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There was little doubt in my mind as to what I wanted to do on completing my mechanical engineering degree. I've always been interested in automotive combustion systems. They exhibit so many complex phenomena that there is a wide range of research problems associated with them, including increased global awareness of the environment and the worldwide introduction of stringent combustion emissions regulations. Those issues combined with my interests to provide the challenge of developing an original computation scheme for real-time combustion and emission-control strategies.

In Ireland my work followed a strictly theoretical line, using fundamental studies as the platforms for my research. I carried out analysis of thermodynamic models and made good progress developing novel computation methods. However, I felt constrained in my work and thought that my project would benefit from time spent abroad, in a centre dedicated to automotive research.

Finding a fellowship

I began to investigate the possibilities of a transfer abroad. I knew that I was interested, but I wasn't sure what to expect and didn't know if I would come across any openings in other universities. However, my search quickly led to an Internet advertisement placed by CMT-Motores Térmicos, part of the Universidad Politecnica de Valencia in Spain. They were looking for somebody in my area of research and offering the position through the Marie Curie Training Site scheme.

Such a move offers many obvious advantages: State-of-the-art facilities would allow me to carry out high-level engine testing, exposure to different research methods would enhance my own research skills, new challenges would emerge, and I welcomed the idea of working as part of a well-known research group and interacting with members of a team.

Fortunately my supervisor, Dr. David J. Timoney, was fully supportive of the idea and recognised the added advantages that participation in a Marie Curie Training Site would give me for career advancement in the future. So, I applied to become a fellow.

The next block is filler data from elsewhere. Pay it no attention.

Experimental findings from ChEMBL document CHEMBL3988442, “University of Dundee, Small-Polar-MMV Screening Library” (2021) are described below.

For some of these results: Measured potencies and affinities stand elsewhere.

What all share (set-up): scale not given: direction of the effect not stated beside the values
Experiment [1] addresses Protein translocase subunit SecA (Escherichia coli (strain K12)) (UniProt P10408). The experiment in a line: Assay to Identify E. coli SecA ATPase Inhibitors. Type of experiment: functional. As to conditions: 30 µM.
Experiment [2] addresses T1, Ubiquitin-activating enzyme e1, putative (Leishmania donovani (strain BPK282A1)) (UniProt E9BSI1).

In my case the application process was very rapid. Within 5 months of sending the first e-mail, I received confirmation that I had been accepted to the scheme and was to begin 3 months later, in September 2002. I was thrilled!

At this point I had just completed the first year of my 4-year PhD programme. In hindsight I would recommend that people wait until they are a little further into their research before they apply for a fellowship. This allows for a better grounding in the subject and hence allows the fellow to gain maximum benefit from the scheme from the outset. As it was, I spent my initial month or so getting up to speed on the approaches of CMT, as I was unfamiliar with them. The overall length of my PhD programme in Ireland has not lengthened as a result of my time in Spain--if anything my exposure to state-of-the-art equipment meant that I could carry out some experimental work more quickly than I would have been able to in my home university.

The fellowship did complicate my research funding. I funded myself for the first year of research, by working as a research demonstrator in the university laboratories. However, in September 2002 I was due to receive state funding under the National Development Plan. This had to be changed, since the fellowship comes with its own funding. For reasons of bureaucracy, it was impossible to postpone my Irish funding for a full 12 months, so instead it was postponed by 6 months. This has had no long-term effect in that the amount of money that I will receive is the same--but it will be given to me over a period of time 6 months shorter than originally planned.

Moving to Spain

Although the prospect of moving to Spain with no knowledge of the language was somewhat daunting, setting myself up in Valencia was not too difficult. Matters of bureaucracy always take time, and so I spent a week in the city some months before my fellowship began. This proved invaluable, as I found a place to live and submitted all documentation required to obtain my residency permit. Thus, upon my return everything that I needed was waiting for me, and so I could set up a bank account. This too was easily done--due to the fact that my English-speaking Valencian colleague accompanied me to the bank and explained exactly what it was I wanted! From that day on, every time I went to the bank the tellers commented on the improvements in my Spanish!